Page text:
Editorial ‘In a democracy, people are sometimes swayed by populism to make mistakes and elect despots. In Kathmandu, people made a blunder by electing an incompetent mayor, who is loyal and accountable only to his party boss.’ While many readers agreed, others felt the ethnicity of the mayor had nothing to do with his disregard for heritage preservation. Visit to read the debate, and send in your own comments. Most commented

On Queen’s pond

by Sahina Shrestha 'But Rani Pokhari will need a coffee shop. We will build it.' Mayor Bidya Sundar Shakya, KMC. Read to find out what more the Mayor is up to on the historic pond.

Seeing Hands is a small project set up in 2005 with just four blind massage students, now it is ranked as Kathmandu's most popular massage clinic on Tripadvisor. Follow us as we introduce you to their blind massage therapists and find out what makes them so special. Read story: page 7.

Kirtipur by Drone

by Ryan Heng Chang Families in the Tarai have been using performance bears to make a living despite being banned in 1973. The good news is the last two known bears were rescued from their owners last week in Gaur. If you missed this much-watched film you can still go online to view the rescue of the bears from captivity.

by Sonia Awale Kathmandu Valley’s water table is falling fast as demand for water empties aquifers. But Shanker Hotel and Standard Chartered Bank in Lazimpat show how easy it is to put back into the ground the water they pump out. Read story and watch animation online.


One of the most popular videos in Nepali Times online this year was last week's film by Ryan Heng Chang about the search and rescue of Nepal's last pair of dancing bears. The camera follows the police across the eastern Tarai as they geo-locate the bear handlers based on their cell phone signals. The bears will be rehabilitated in he Parsa National Park, and the handlers will initially be employed to take care of them.

Dancing to freedom

Put back what you pump out


The Last Dancing bears

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CAREBEAR It’s always complicated when such practices like dancing bears are linked to tradition and culture (‘Dancing to freedom’, Ryan Chang, #889). Glad to hear that the bear owners have been given the opportunity to continue caring for the bears. Hoping for a follow up once the bears have been permanently resettled! Yu Wei Liew POWER HUNGRY PM Yes, a weak opposition may be bad news but that is no excuse for Prime Minister Deuba to cling on to power (‘Rising from ashes’, Dinkar Nepal, #889). A bad Prime Minister, especially one whose party was just resoundingly defeated, is worse than a weak opposition. Pankaj Nepali  ON QUEEN’S POND Rani Pokhari’s sustenance depends on how and what gets built around the royal pond. Impervious structures that affect natural recharge system should not be built, so it’s not only about physical perimeter. Upendra Sapkota 'The mayor’s plan is to turn religious sites into tourism destinations by modernising the facilities.' Just make it a religious and cultural site maintaining the aesthetic value it holds. Tourists will come to see that. We do not need forced tourist site in the valley. Rajan Maharjan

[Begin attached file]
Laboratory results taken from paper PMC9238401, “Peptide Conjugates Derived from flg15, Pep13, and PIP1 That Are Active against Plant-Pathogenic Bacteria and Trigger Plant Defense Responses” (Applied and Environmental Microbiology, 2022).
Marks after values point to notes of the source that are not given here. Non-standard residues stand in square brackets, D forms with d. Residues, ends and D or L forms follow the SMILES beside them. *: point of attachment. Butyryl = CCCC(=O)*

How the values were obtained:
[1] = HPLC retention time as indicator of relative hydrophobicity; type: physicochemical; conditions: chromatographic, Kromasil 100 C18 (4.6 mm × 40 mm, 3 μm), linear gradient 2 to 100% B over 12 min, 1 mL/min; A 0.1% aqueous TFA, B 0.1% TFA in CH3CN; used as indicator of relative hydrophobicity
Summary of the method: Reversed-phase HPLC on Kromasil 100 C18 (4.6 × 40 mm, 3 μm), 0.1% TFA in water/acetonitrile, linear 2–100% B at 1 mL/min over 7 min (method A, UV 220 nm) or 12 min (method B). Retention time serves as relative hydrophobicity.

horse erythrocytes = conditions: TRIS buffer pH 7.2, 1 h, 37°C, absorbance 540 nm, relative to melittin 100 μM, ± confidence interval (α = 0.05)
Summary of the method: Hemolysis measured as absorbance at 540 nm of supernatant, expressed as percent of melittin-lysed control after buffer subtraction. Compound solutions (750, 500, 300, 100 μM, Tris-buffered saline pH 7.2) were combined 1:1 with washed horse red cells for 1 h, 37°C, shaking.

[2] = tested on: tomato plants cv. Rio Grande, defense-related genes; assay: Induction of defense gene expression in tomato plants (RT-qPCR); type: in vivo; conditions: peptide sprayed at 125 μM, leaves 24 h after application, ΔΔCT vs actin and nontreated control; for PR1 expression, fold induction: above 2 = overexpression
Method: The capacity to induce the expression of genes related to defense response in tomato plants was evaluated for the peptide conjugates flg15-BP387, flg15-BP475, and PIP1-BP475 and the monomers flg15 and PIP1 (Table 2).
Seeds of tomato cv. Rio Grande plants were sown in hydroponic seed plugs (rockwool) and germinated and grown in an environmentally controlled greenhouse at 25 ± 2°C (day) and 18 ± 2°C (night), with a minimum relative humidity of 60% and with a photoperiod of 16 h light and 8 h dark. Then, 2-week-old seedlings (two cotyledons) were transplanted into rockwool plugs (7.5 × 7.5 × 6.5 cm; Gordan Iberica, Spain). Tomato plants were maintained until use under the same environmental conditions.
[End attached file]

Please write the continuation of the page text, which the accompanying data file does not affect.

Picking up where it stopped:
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Nepali Times @nepalitimes EDITORIAL: Who would have thought a Newar #mayor would devalue the living #traditions of the Valley, and work to actively destroy them? http:// #heritage #Kathmandu Ujjwal Acharya @UjjwalAcharya Kathmandu’s newly-elected mayor is a disgrace: @nepalitimes editorial’s strong statement reflects our helplessness. #OurLeaders Amish Mulmi @amish973  What is the correlation between ethnicity and authority? Unless @nepalitimes is suggesting ethnicity has something to do with the abuse of power in Nepal. (Which it has, but the next time there’s a scandal involving a Khas, it should say, who’d have thought a Khas PM...) Friday @nawkhd  I personally think as a local Newar he should have been even more sensitive towards the local heritage more than Bahun and Chhetris. But he isn’t. I guess being Newar he has more discredit to take. Prabin Acharya @PrabinAcharya  The Kathmandu Mayor maybe incompetent but only being Newar doesn’t mean he has values and traditions in him. Skill isn’t in blood/caste. Arrogance is his major.

Weekly Internet Poll #890

Q. Do you believe the current deadlock over the Upper House is the final hurdle to political stability for Nepal? Total votes: 132


Homemaker and Bodybuider

Video by Shreejana Shrestha, Sahina Shrestha and Bikram Rai of bodybuilder Nanita Maharjan showed an important lesson: how being a champion wouldn’t have been possible without support from her family.

Holy Hike

If you missed this popular travel video of the Dolpo Trek to the mesmerising Phoksundo Lake by Kunda Dixit and Sonia Awale you can watch it and dozens of other films of 2017 by subsribing to the Nepali Times YouTube Channel.

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Weekly Internet Poll #891 To vote go to: